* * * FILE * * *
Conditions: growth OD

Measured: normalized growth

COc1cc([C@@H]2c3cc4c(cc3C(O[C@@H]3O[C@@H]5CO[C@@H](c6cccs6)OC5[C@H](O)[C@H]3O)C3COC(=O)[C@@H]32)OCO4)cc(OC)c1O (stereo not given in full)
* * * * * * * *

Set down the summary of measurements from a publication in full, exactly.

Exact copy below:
Conditions: growth OD

Measured: normalized growth

COc1cc([C@@H]2c3cc4c(cc3C(O[C@@H]3O[C@@H]5CO[C@@H](c6cccs6)OC5[C@H](O)[C@H]3O)C3COC(=O)[C@@H]32)OCO4)cc(OC)c1O (stereo not given in full)